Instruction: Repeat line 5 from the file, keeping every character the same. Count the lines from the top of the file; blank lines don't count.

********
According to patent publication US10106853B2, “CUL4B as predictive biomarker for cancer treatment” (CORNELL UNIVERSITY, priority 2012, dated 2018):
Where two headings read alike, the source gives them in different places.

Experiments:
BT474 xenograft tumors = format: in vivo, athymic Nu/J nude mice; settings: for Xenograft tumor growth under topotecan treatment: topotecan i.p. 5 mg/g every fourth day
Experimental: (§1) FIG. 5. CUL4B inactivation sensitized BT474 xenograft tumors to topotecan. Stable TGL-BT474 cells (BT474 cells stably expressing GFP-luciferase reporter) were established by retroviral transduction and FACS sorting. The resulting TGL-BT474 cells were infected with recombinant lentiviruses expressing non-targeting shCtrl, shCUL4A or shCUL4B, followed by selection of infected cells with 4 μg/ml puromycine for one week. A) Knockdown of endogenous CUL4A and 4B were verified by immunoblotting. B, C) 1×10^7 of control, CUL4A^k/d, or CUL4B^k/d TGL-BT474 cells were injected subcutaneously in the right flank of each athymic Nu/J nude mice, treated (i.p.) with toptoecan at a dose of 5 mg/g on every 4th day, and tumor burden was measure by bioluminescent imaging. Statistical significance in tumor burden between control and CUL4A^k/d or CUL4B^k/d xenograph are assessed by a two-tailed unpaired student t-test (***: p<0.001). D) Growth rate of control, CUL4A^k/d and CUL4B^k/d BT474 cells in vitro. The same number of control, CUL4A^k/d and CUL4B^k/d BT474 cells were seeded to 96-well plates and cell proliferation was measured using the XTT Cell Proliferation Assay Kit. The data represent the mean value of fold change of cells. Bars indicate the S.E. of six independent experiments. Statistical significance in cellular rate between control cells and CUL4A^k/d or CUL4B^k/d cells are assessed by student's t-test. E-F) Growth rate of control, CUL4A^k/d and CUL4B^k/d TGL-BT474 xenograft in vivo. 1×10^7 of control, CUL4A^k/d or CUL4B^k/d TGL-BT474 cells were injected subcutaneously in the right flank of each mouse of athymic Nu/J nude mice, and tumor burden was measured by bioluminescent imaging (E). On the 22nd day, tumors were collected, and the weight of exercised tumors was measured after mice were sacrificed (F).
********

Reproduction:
Experimental: (§1) FIG. 5. CUL4B inactivation sensitized BT474 xenograft tumors to topotecan. Stable TGL-BT474 cells (BT474 cells stably expressing GFP-luciferase reporter) were established by retroviral transduction and FACS sorting. The resulting TGL-BT474 cells were infected with recombinant lentiviruses expressing non-targeting shCtrl, shCUL4A or shCUL4B, followed by selection of infected cells with 4 μg/ml puromycine for one week. A) Knockdown of endogenous CUL4A and 4B were verified by immunoblotting. B, C) 1×10^7 of control, CUL4A^k/d, or CUL4B^k/d TGL-BT474 cells were injected subcutaneously in the right flank of each athymic Nu/J nude mice, treated (i.p.) with toptoecan at a dose of 5 mg/g on every 4th day, and tumor burden was measure by bioluminescent imaging. Statistical significance in tumor burden between control and CUL4A^k/d or CUL4B^k/d xenograph are assessed by a two-tailed unpaired student t-test (***: p<0.001). D) Growth rate of control, CUL4A^k/d and CUL4B^k/d BT474 cells in vitro. The same number of control, CUL4A^k/d and CUL4B^k/d BT474 cells were seeded to 96-well plates and cell proliferation was measured using the XTT Cell Proliferation Assay Kit. The data represent the mean value of fold change of cells. Bars indicate the S.E. of six independent experiments. Statistical significance in cellular rate between control cells and CUL4A^k/d or CUL4B^k/d cells are assessed by student's t-test. E-F) Growth rate of control, CUL4A^k/d and CUL4B^k/d TGL-BT474 xenograft in vivo. 1×10^7 of control, CUL4A^k/d or CUL4B^k/d TGL-BT474 cells were injected subcutaneously in the right flank of each mouse of athymic Nu/J nude mice, and tumor burden was measured by bioluminescent imaging (E). On the 22nd day, tumors were collected, and the weight of exercised tumors was measured after mice were sacrificed (F).